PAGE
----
"Today's announcements are a tribute to the dedication of campaigners around the world, especially here in Britain working together in the Enough Food for Everyone IF campaign. ONE is proud to be part of this effort.
"Nutrition for Growth marks the beginning of the next 1,000 days in the fight against malnutrition. The true test of its impact will be to ensure that the final sprint to end extreme poverty sees real accelerated progress against senseless child deaths and needless stunted growth and development. G8 leaders have the perfect opportunity to lift this from rhetoric to action at Lough Erne next week and safeguard the potential of millions of the world’s children. Having finally hauled this issue up from the bottom of the world’s priority list, the greatest scandal of all would be to let it fall back.” More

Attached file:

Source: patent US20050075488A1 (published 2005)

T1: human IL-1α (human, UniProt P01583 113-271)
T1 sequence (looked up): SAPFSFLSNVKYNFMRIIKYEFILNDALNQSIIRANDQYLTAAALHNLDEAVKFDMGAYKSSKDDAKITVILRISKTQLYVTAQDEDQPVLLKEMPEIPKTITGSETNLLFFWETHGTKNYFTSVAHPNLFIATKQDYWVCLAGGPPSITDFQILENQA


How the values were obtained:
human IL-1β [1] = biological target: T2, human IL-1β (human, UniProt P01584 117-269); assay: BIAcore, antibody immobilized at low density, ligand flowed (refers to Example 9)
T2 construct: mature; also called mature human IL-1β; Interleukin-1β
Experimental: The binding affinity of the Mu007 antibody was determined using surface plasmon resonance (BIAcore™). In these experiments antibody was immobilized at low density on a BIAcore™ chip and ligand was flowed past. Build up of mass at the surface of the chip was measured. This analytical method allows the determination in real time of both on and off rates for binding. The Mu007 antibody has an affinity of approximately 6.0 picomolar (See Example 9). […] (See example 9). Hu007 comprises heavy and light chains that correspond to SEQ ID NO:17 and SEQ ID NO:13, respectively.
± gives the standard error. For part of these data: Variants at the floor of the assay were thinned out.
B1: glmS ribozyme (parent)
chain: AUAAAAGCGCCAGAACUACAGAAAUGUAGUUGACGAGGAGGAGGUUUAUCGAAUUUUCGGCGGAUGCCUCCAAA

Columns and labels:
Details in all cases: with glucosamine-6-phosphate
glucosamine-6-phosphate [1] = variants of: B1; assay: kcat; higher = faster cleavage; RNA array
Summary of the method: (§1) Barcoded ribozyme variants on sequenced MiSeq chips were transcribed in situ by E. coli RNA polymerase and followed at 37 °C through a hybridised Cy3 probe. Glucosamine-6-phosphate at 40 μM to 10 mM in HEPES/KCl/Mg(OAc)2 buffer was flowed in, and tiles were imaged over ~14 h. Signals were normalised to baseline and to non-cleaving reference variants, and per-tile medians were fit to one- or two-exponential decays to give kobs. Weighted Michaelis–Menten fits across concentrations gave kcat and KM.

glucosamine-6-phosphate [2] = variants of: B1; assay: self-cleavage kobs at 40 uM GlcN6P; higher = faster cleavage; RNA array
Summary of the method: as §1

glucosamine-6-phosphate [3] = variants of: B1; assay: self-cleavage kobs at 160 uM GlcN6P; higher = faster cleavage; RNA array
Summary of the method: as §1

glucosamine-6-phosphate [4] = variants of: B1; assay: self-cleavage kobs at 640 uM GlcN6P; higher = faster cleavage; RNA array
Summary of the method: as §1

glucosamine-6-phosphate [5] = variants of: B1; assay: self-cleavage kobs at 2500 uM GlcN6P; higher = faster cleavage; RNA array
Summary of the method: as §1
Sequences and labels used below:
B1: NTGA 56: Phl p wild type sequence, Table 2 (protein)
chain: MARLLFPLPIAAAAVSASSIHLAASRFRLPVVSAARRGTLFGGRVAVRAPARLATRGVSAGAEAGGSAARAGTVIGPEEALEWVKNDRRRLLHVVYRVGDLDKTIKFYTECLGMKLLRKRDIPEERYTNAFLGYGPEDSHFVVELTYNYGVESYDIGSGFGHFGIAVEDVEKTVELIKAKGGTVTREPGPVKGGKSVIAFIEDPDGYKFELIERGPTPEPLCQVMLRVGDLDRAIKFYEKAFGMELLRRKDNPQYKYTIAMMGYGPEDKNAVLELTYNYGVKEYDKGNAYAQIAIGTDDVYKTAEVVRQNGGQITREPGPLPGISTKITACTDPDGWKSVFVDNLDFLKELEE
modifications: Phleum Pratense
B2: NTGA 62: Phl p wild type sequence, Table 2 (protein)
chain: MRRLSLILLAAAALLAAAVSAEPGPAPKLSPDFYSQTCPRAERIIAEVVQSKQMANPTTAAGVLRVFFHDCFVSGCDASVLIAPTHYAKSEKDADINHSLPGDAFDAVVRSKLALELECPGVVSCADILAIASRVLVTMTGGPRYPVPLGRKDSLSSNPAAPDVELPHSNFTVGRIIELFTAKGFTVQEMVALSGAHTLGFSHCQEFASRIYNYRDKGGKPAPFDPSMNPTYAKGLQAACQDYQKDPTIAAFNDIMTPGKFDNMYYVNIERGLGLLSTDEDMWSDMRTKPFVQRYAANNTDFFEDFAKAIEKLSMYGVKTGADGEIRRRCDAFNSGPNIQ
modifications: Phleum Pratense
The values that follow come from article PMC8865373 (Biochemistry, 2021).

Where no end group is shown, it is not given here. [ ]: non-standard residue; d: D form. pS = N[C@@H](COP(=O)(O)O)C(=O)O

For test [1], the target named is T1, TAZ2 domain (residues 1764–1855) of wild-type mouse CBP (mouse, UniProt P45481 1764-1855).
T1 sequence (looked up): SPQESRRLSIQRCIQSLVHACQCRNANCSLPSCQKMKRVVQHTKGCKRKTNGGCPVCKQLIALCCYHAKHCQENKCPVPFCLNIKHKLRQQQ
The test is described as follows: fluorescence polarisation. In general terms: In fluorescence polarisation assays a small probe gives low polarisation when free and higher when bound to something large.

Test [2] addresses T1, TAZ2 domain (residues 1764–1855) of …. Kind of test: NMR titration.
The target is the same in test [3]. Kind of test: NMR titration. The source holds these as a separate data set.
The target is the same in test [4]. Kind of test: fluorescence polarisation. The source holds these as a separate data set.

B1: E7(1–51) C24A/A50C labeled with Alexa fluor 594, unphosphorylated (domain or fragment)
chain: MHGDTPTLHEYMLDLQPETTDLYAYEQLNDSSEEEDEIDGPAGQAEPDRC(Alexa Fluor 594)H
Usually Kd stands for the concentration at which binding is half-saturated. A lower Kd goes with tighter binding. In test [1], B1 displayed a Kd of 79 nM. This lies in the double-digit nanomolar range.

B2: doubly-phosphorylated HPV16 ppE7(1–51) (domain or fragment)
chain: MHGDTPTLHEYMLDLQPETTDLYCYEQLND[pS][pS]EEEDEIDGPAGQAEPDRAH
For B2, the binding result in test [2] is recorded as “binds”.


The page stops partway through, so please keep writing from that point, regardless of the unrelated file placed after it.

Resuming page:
30 May 2013
The ONE Campaign welcomes today’s report from the United Nations’ High Level Panel (HLP) outlining its vision for the next set of global development goals. More
22 May 2013
Responding to the UK's decision to join the Extractive Industry Transparency Initiative, Adrian Lovett, Europe Executive Director at ONE said: “Today’s announcement is another step in the right direction by David Cameron in the fight against extreme poverty. Coming just six weeks after the historic political deal was reached in Europe on new rules requiring extractive companies to declare their payments to foreign governments, the implementation of EITI shows continued political will by the UK and France to support transparency in the extractive sectors both at home and abroad and sends a strong and clear message. More
are receiving lifesaving antiretroviral treatment for HIV/AIDS.
enrolled in primary school between 1999 and 2010, thanks in part to debt relief and development assistance for education.
to increase development assistance to sub-Saharan Africa by 2010.
Posted by Adrian Lovett
Posted by Helen Hector